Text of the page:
# Tag Info

## Hot answers tagged planets

95

Does bottle water rise a little bit on full moon days? No. Tidal forces are about the difference in gravitational pull at different points in the same body. For the oceans, this difference causes water to flow from one region to another, which causes the rise in tides. For example, this is why, even though the sun's gravitational pull is much larger on the ...

14

The color of the sky doesn't just depend on the atmospheric density, but also on aerosols and particulate matter. Mars has about 1% of Earth's atmospheric density, just as you specify in the question. But its sky looks pale orange during the day, whereas sunsets look bluish. So that's almost opposite to what we see on Earth. The reason for these colors is ...

13

Even the most rewarded answer here has missed out on the fact that the entire bottle of water will rise by up to a meter due to the phenomenon of earth tides. The body of earth is deformed by the same lunar and solar tidal forces that cause the sea tides. See https://en.wikipedia.org/wiki/Earth_tide.

6

So for the bottle, the difference in gravitational pull from one side of the bottle to the other side of the bottle is extremely small because the distance is extremely small relative to the distance to the moon, and the tidal forces can not be observed. How small? Let's work it out. The acceleration on a bottle of water due to the Moon is... $$\text{... 5 If there is not enough atmosphere or stuff in the atmosphere to scatter incoming light, it will appear blac or very dark.. Think about how you can't see a laser beam middle mid-air unless it bounces off something like fog to Our sky appears blue because blue wavelengths are small relative to the air molecules so bounce off them and get scattered more than ... 3 Short answer: you use the radius of the earth. Long answer: You are correct that it is every particle of the earth pulling on you at a different direction. But, if you use calculus to break up this net force into the combined resultant force of every particle on the Earth pulling on you (and you approximate the shape of the earth as an exact sphere), the ... 3 Strictly speaking, this equation for the force due to gravity only holds between point-like objects. In the case of a point-like object, the notion of "distance" between them is simply the distance between their positions. For extended objects, things get a little more complicated. Really, if you had an extended object (a sphere, cylinder, ... 2 The illuminance of full daylight on the surface of the Earth is about 10,000 lux. Jupiter is about five times as far from the Sun as the Earth, and Pluto is between thirty and fifty times as far from the Sun as the Earth (depending on where it is in its orbit). So daytime illuminance on the surface of Europa will be about 400 lux and on Pluto it will be ... 2 As correctly stated in the deleted answer, the tides have nothing to do with the fact that the moon is full. Tides occur always, regardless of the moon being full or not. Imagine your bottle filled with water is free-falling towards the moon, the bottle parallel to the moon's gravity field. What will happen to the water inside? On one side of the bottle, the ... 2 The sky would look as if you were at a height of near 26 km, because that is where the pressure has dropped to 0.01 atmosphere. 1 This question maybe suited for another SE site, and may also be opinion based too, but I find it interesting and would like to answer. I believe you’re thinking is correct. Life started on Earth due to (if you are a theist you may disagree) many different processes occurring simultaneously, such that the first carbon based life forms were introduced. And ... 1 Why not make it simple? Let's say, that here on Earth nothing else changes, just that the atmospheric density decreases to your required level (even if it is impossible for the sake of argument let's say that). What do you see when you look up? Good old blue. Why? The answer is Rayleigh scattering. If nothing else changes, this is the dominant form of ... 1 The object in this law assumed to be points (so the distance is just distance between points). Any two object that are very small compare to the distance between them (no matter from which points on the objects you measure it) can be considered as points. So, for example if you have a two rigid molecule that are small compare to the distance between them, ... 1 h is a change in height, it might help to see the derivation of mgh from a change in \frac{-GMm}{R} The increase in potential energy, when lifting by a small height h is \frac{-GMm}{R+h} - \frac{-GMm}{R} this is approximately GMm(\frac{1}{R}-\frac{1}{R+h}) = GMm(\frac{R+h-R}{R^2}) so it's \frac{GMmh}{R^2} or mgh and the last expression is ... 1 The formula E_\text{pot}=mgh only holds for objects which are located in the vicinity the surface of the earth where$$F_g=mg\qquad \text{with}\qquad g=\frac{Gm_\text{earth}}{r_\text{earth}^2} The formula $E_\text{pot}=-\frac{Gm_\text{earth}m}{r}$ holds for all distances $r$, not just for distances $r\approx r_\text{earth}$. Also, the reference point ...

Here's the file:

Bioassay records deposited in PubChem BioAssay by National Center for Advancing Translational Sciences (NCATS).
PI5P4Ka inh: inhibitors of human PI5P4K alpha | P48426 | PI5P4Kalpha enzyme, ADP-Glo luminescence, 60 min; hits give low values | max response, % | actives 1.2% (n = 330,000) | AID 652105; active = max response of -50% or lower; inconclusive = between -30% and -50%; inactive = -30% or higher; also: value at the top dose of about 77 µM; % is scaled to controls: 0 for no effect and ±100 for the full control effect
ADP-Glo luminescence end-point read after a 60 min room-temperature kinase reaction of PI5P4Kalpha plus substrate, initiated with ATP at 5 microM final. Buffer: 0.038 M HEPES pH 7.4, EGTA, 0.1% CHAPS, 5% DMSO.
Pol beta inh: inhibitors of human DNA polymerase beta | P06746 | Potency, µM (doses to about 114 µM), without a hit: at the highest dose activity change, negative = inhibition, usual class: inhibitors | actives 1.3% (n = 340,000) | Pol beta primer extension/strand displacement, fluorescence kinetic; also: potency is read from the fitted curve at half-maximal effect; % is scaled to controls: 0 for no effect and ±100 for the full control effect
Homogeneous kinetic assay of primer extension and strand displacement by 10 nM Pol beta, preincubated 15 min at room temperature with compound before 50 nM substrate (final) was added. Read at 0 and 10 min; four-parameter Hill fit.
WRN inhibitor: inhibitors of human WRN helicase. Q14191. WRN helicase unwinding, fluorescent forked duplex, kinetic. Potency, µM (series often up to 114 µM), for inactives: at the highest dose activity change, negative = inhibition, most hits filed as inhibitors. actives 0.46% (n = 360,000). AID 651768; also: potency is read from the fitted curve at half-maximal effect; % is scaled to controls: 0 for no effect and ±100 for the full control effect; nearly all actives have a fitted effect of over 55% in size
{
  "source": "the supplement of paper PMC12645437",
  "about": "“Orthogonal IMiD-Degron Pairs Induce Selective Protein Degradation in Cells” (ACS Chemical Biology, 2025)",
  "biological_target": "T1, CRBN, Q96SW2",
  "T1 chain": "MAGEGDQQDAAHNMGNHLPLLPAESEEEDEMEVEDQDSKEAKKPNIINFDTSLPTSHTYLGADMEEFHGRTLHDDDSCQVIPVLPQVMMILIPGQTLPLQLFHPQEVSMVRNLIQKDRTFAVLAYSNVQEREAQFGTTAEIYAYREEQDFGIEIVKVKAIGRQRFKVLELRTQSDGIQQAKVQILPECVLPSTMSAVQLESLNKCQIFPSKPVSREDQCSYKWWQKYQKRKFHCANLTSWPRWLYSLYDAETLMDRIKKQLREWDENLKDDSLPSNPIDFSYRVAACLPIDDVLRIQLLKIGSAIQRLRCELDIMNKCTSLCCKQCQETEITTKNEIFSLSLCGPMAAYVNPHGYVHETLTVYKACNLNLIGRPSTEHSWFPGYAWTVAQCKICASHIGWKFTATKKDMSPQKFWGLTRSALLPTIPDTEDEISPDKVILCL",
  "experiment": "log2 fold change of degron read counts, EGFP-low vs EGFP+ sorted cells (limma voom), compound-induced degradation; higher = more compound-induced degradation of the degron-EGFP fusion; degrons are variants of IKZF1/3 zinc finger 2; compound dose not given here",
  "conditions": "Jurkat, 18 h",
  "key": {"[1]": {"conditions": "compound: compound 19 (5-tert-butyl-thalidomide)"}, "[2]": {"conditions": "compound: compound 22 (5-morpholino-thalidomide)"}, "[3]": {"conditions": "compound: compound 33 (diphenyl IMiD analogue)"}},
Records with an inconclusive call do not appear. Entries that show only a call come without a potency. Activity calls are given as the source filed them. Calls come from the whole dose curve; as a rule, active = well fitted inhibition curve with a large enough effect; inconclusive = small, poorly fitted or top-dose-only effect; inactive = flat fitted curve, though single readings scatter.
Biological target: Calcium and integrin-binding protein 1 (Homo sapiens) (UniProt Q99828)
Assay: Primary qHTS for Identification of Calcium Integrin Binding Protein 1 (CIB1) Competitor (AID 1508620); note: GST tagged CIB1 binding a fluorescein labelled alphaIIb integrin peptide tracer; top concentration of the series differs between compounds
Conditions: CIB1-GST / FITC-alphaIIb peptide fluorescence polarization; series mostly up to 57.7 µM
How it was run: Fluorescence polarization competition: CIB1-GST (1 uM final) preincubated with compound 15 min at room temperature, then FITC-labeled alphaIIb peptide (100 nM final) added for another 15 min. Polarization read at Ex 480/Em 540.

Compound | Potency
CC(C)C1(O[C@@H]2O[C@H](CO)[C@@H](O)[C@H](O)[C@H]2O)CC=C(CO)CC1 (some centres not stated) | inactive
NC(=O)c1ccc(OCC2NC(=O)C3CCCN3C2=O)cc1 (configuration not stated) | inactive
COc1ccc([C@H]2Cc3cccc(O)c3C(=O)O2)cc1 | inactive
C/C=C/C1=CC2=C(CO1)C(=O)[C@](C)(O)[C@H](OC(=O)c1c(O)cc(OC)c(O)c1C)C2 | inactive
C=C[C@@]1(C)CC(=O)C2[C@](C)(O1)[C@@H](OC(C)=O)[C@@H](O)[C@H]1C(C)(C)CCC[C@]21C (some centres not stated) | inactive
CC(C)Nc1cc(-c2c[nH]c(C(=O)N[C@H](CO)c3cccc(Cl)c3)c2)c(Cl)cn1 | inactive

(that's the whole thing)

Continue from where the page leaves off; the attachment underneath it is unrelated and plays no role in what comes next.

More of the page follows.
1

$mgh$ is an approximate formula that can be used only close to the Earth's surface, i.e., when $h\ll R$. It is obtained from $-GMm/(R+h)$ by Taylor expansion in h.

Only top voted, non community-wiki answers of a minimum length are eligible